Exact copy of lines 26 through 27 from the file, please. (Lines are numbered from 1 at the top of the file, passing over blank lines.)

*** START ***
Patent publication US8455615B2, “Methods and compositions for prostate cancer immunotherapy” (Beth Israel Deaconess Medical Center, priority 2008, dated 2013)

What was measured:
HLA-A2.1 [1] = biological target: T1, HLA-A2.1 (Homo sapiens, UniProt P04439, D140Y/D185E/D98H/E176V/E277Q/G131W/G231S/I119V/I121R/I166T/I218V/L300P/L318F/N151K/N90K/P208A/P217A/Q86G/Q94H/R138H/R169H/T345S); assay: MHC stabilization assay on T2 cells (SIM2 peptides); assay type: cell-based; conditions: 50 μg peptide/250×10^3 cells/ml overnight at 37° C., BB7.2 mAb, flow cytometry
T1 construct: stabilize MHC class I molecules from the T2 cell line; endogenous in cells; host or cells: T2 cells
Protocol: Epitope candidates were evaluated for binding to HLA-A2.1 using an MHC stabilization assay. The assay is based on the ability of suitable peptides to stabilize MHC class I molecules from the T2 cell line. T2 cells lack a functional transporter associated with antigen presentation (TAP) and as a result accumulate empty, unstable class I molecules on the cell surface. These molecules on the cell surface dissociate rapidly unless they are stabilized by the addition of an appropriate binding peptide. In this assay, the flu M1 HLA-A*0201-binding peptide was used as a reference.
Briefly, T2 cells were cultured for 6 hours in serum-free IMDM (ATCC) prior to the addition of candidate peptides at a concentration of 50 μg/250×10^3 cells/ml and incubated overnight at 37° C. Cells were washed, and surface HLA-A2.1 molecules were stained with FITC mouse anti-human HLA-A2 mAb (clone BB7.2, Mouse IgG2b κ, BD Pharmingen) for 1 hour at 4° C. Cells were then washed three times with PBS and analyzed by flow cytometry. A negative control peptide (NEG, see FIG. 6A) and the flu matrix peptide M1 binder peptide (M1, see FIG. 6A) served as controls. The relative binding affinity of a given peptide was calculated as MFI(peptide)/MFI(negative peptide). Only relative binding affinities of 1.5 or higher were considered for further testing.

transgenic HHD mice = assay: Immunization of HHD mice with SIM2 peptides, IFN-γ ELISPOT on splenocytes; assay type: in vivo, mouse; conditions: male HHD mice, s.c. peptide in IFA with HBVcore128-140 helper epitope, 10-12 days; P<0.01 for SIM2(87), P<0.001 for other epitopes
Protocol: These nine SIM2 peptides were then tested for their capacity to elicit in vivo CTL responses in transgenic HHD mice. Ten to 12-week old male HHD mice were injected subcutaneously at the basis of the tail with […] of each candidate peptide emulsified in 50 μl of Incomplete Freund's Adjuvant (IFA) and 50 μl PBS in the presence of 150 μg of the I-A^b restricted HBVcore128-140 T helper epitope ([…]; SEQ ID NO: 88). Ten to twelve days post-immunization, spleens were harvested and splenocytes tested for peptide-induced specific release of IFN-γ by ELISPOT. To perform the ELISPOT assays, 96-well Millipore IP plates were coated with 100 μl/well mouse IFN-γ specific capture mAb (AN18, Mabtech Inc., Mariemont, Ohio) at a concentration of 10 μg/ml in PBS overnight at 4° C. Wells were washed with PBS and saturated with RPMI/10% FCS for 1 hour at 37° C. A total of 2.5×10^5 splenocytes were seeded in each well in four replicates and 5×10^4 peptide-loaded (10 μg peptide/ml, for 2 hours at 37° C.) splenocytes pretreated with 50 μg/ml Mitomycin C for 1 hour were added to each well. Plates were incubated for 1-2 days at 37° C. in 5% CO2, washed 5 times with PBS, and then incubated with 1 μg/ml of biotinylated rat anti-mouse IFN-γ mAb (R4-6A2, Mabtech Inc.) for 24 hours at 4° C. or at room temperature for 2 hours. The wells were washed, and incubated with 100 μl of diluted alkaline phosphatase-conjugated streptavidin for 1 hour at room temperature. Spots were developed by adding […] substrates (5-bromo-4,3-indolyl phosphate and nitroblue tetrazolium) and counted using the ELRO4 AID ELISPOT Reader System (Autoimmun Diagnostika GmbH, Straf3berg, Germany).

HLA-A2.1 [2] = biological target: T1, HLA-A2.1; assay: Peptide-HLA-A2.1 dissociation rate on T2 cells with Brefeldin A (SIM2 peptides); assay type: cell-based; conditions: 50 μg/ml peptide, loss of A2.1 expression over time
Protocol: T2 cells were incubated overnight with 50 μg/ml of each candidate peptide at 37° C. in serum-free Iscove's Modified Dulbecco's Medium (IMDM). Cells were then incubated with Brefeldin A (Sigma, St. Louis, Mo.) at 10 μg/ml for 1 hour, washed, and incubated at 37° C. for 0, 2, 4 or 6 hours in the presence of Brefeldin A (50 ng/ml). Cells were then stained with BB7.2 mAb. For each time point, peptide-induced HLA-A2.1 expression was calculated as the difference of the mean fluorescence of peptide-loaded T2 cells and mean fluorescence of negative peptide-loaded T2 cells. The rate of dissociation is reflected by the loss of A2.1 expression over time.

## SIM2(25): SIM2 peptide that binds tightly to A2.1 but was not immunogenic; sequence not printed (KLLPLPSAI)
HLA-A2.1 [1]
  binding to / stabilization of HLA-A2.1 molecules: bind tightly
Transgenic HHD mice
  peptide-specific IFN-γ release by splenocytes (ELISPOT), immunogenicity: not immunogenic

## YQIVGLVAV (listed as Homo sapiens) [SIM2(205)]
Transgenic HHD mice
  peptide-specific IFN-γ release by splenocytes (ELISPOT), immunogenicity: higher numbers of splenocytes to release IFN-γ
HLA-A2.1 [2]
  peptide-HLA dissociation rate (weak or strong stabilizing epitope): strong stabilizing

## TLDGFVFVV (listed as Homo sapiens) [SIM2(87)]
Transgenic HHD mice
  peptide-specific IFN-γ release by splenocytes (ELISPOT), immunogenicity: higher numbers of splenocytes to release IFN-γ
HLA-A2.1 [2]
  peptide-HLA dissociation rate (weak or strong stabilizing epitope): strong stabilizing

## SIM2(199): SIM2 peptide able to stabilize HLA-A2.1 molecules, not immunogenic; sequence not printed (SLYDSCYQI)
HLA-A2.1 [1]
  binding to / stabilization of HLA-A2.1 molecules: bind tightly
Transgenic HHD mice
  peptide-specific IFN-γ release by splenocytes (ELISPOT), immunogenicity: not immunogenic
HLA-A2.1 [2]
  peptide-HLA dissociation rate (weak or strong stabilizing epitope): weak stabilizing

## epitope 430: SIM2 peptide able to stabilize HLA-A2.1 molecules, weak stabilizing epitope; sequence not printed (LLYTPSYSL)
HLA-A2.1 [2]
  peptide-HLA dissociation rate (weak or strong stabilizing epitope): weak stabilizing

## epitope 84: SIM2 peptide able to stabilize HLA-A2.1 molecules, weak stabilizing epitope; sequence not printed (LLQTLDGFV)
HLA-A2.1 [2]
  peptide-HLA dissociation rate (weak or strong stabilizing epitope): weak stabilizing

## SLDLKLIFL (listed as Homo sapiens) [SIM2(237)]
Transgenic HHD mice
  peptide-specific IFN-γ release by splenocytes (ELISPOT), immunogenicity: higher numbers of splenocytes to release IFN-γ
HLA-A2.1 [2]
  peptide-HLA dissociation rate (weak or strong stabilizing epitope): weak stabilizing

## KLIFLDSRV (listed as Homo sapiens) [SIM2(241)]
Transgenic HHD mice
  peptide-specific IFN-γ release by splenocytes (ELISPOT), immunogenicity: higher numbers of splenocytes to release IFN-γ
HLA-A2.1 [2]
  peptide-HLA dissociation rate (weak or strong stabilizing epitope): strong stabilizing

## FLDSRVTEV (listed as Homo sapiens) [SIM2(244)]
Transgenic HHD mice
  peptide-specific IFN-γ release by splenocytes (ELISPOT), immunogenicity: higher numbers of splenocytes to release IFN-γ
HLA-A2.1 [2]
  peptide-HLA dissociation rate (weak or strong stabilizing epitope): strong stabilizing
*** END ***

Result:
## SIM2(199): SIM2 peptide able to stabilize HLA-A2.1 molecules, not immunogenic; sequence not printed (SLYDSCYQI)
HLA-A2.1 [1]